Contrary to what you might think, people are not all staying at home. Many are returning to the office, but that physical space is changing. Employers are seeking new ways to engage their staff and make them want to come back to the office. Gone are the days of closed-in cubicles. The latest trend is hoteling, where wide-open spaces are being created to allow for social distancing while encouraging collaboration. Converting lobby areas and conference rooms to community work areas provide new ways for employees to interact more safely and engage. Some companies are adding upgraded perks and concierge-like services to employees to promote camaraderie and make a more fun atmosphere.

Those new work areas create more challenges for the cleaning teams as the spaces expand and even move outdoors. Finding a team of experts to help your company navigate the critical elements of your overall facility maintenance can be vital to getting workers back and ensuring they feel confident enough to stay.

Another benefit of using a contracted commercial service for cleaning is one-stop shopping. Having all your cleaning and maintenance services integrated into one service provider means fewer people entering your facility, less exposure, and streamlined performance. Product availability has been an ongoing problem during the pandemic, and inventory control continues to be negatively impacted by a slow-moving supply chain. Let CorpClean monitor necessary products to ensure you have what you need, when you need it. We utilize our own equipment, which keeps costs down for our clients. We can clean daily, twice a week, or weekly—you determine the frequency based on your needs.

At CorpClean, we can tailor our services to meet and exceed your specific commercial cleaning needs. Give us a call or send us a message.

Everyone wants to feel safe in their workplace, and that’s not going to change.

Daily, three times weekly, or once a week. You pick your cleaning schedule.


Would Your Business Benefit from Integrated Facilities Management?

Would Your Business Benefit from Integrated Facilities Management?

Busy business leaders need to work smarter, not harder. Integrated facilities management (IFM) can save you time and money.

In many organizations, facility management responsibilities fall on one or more of the company’s leaders. And more often than not, those duties are added to somebody’s primary role, such as generating sales, maintaining the books, or managing operations. As a result, keeping a building safe, clean, and operational becomes a reactionary function rather than an organized business strategy.

Ideally, facility management would be a coordinated effort overseen by someone dedicated to the task. Then, routine and preventative maintenance could be scheduled in advance, contracts reviewed annually, and costs contained. And leaders could focus on running their core businesses.

A professional integrated facility management (IFM) program is a practical solution for consolidating a company’s maintenance tasks while freeing up valuable resources. IFM can increase efficiency, generate cost savings, and leverage industry technology and knowledge—and your business can reap the benefits.

What is IFM?

Integrated facilities management involves centralizing building cleaning and maintenance tasks under a single point of contact. An outsourced provider covers all maintenance services, such as recurring janitorial services, HVAC servicing, lightbulb and consumables replacement, facility exterior and grounds upkeep, carpet cleaning, hard-floor care, and more.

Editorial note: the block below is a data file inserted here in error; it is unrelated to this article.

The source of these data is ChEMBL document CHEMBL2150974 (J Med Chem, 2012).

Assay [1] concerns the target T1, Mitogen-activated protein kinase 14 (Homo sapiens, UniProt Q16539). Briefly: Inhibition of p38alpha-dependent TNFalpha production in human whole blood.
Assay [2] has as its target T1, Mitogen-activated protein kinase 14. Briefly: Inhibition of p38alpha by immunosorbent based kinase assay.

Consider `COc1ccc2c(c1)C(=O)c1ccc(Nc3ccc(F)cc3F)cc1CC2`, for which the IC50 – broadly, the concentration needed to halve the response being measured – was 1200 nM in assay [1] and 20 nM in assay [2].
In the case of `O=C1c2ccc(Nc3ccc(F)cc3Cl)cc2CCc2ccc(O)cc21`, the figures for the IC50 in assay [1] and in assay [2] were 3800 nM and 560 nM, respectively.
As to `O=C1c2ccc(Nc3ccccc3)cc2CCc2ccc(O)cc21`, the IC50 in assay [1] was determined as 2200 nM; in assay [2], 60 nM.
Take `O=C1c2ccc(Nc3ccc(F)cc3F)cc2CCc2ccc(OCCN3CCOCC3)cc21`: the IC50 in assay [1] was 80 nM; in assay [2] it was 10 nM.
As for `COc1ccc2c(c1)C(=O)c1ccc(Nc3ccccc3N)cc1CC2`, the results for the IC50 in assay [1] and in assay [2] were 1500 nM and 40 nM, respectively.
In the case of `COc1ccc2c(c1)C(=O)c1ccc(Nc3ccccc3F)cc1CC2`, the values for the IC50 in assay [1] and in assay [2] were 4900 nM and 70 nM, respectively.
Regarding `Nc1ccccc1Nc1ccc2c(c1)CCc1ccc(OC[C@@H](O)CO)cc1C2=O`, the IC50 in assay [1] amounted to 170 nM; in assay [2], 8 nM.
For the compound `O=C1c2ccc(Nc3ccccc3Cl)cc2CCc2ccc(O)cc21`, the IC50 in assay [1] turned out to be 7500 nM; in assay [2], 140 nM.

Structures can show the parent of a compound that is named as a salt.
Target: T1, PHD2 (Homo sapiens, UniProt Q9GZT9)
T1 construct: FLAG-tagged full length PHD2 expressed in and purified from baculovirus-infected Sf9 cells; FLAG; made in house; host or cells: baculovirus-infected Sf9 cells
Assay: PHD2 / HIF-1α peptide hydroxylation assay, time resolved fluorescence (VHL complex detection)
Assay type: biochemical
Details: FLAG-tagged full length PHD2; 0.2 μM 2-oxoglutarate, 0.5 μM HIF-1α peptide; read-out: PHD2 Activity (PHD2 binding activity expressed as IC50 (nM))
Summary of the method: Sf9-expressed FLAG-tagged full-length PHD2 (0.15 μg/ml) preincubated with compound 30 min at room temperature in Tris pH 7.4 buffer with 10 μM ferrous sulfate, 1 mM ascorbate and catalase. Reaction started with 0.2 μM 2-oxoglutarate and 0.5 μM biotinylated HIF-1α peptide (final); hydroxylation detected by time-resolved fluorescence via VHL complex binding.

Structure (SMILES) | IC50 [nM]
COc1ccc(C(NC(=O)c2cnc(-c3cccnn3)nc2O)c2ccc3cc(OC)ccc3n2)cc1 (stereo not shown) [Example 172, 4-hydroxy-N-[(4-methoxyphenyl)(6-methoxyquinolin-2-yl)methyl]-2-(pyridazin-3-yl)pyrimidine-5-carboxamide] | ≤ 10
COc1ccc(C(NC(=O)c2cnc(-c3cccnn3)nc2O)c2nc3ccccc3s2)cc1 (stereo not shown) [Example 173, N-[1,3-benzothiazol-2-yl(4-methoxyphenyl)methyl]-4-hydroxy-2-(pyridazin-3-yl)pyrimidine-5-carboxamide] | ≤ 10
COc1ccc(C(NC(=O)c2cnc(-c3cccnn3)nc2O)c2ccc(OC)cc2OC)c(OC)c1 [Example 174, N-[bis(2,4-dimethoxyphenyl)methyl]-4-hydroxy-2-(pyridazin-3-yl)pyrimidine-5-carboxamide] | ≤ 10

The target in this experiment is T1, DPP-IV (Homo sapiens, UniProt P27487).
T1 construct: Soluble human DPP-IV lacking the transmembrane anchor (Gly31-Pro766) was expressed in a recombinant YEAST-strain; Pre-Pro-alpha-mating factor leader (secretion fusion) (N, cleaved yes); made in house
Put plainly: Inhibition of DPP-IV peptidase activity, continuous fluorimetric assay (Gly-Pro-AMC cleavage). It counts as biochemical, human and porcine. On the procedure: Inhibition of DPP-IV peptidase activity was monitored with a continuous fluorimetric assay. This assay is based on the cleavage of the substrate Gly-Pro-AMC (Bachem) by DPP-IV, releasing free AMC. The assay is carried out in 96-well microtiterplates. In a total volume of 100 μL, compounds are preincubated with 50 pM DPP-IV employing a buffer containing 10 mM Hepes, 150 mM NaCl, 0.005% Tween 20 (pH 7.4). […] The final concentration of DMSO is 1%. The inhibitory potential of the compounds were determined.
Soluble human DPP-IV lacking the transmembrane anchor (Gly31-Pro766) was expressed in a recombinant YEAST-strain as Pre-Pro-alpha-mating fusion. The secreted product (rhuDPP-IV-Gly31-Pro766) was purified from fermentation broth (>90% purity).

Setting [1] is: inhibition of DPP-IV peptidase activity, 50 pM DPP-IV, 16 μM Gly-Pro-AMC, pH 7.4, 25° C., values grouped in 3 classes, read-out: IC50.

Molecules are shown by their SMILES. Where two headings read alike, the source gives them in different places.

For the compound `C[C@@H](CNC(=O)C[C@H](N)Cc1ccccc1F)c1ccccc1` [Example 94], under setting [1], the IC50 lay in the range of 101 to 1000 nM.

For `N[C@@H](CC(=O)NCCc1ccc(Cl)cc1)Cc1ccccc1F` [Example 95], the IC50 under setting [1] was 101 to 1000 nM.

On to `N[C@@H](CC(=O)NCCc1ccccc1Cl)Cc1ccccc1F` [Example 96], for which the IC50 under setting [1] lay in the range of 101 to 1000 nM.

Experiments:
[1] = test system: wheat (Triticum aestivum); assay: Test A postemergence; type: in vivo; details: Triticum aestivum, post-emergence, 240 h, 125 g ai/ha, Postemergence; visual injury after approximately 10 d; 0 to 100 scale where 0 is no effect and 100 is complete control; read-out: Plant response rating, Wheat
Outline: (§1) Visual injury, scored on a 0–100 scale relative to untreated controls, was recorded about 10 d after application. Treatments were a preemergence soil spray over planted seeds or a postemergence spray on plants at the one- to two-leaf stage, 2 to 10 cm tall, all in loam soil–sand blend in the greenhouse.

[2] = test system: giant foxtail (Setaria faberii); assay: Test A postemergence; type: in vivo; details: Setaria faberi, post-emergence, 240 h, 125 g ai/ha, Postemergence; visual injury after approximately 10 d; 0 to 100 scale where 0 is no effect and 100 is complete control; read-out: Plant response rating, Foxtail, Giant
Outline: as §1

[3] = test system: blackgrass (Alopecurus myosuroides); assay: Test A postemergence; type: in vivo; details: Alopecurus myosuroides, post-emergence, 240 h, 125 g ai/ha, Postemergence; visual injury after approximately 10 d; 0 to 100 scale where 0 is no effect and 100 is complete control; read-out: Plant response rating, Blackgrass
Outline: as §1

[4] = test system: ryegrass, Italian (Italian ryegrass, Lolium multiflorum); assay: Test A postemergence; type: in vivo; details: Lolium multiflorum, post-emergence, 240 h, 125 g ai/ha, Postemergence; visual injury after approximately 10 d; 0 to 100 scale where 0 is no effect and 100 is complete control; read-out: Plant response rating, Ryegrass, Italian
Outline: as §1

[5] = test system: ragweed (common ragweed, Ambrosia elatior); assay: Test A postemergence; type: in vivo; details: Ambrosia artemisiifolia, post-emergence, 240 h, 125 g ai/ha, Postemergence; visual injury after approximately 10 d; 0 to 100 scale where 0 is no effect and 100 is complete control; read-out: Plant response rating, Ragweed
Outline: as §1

Implementing IFM could mean trading multiple vendor contracts for a single provider, depending on your current facilities management arrangement. Compared to managing countless tasks individually, IFM results in more effective building maintenance management, quicker responses to service requests, and less employee downtime.

Integrated facilities management is not simply a matter of bundling maintenance services. Whereas bundling involves using vendors for multiple maintenance tasks, IFM applies to facility management’s higher-level strategic and tactical aspects. Unburdened by the day-to-day management of maintenance duties, managers have time to take a more strategic approach to facilities management.

Benefits of IFM

Consolidating facility management efforts under one provider offers numerous advantages. For one, your business will reduce the number of vendors it uses and, thus, the annual service contracts it needs to negotiate.

The single-source approach also means fewer monthly invoices to process and vendor relationships to manage. And it means one touchpoint for all your customer service needs.

Second, using a single vendor will lower your overall maintenance expenses. Because facility management is the only thing they do, IFM providers develop operational efficiencies and economies of scale. They can also leverage their size and purchasing power to obtain discounts and pass those savings on to you. In most cases, your company will pay less with one IFM provider than if you acquired each maintenance service from a separate source.

Third, employing an integrated solution is a more straightforward approach to facility management. It helps eliminate unintentional duplication and redundancy of maintenance efforts. Companies can streamline decision-making, ensure quality, and pinpoint accountability using a singular provider. Service consolidation provides a more transparent view of your organization’s facility management expenses, as inefficiency and unnecessary spending become easier to identify.

Finally, IFM ensures your facilities management is scalable as your business expands. In-house solutions designed to handle today’s needs will eventually reach their limits as the company grows and adds locations. Integrated facilities management is a quick and cost-effective way to scale facility management with your business.

Your facilities are among your company’s most costly assets, and managing them is expensive. Therefore, facility management must align with the organization’s overall business objectives.

IFM frees business leaders from daily facility management burdens and allows them to focus on other goals. Properly implemented, integrated facilities management will improve communication, streamline internal operations, and enhance organizational productivity and wellness.

In many organizations, facility management duties are an afterthought—something added to someone’s primary role. When that happens, keeping a building safe, clean, and operational distracts from core business activities.

Interested in learning more about integrated facility management?

Talk to one of our experts.